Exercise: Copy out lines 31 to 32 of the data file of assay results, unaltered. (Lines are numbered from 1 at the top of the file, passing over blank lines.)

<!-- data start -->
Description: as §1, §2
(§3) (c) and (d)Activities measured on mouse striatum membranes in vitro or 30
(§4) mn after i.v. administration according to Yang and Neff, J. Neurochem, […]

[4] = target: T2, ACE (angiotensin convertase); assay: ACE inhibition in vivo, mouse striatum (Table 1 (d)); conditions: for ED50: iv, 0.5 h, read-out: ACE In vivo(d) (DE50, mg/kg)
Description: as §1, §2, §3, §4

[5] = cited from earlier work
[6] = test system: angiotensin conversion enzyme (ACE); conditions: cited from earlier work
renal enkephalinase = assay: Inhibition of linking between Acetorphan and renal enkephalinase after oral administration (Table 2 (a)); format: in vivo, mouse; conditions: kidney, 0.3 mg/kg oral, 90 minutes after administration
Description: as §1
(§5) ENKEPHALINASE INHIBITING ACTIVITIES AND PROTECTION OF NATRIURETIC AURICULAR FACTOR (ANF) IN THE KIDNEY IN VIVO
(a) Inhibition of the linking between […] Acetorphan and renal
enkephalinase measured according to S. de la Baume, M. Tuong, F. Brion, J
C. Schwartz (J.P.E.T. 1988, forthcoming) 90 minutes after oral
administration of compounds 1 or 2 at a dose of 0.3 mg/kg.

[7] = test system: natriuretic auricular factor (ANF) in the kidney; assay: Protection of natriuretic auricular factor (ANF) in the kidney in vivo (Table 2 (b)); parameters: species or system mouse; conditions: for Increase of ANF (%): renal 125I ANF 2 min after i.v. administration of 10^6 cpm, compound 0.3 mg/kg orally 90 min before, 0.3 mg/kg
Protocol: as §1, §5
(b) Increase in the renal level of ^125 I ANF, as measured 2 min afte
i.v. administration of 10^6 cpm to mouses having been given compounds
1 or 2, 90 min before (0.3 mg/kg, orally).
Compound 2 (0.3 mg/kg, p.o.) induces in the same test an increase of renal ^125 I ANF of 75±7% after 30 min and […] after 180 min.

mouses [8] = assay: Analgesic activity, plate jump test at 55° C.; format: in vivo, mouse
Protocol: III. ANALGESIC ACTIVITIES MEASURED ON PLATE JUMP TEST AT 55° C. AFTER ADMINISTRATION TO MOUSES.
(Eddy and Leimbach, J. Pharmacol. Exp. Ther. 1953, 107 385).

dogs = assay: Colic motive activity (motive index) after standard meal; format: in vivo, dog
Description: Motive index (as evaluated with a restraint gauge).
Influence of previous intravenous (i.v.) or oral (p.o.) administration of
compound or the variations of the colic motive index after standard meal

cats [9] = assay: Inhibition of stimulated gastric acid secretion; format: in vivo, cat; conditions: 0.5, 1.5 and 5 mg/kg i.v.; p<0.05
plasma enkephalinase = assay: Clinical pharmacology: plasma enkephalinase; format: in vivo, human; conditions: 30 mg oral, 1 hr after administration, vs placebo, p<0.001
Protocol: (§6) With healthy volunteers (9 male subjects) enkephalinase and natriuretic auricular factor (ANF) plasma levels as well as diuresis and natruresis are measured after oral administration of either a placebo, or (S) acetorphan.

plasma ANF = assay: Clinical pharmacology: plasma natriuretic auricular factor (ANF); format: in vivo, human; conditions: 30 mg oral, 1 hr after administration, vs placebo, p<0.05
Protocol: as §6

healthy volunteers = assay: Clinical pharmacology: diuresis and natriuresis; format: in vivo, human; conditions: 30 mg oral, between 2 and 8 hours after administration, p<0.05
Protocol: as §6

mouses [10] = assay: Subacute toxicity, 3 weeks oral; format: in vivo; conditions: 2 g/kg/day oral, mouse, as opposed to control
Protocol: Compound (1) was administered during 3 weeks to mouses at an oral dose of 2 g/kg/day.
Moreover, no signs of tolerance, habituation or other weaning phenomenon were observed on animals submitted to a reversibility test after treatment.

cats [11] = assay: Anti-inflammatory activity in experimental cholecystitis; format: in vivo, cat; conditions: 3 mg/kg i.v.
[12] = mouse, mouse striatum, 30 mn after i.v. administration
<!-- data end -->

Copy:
plasma ANF = assay: Clinical pharmacology: plasma natriuretic auricular factor (ANF); format: in vivo, human; conditions: 30 mg oral, 1 hr after administration, vs placebo, p<0.05
Protocol: as §6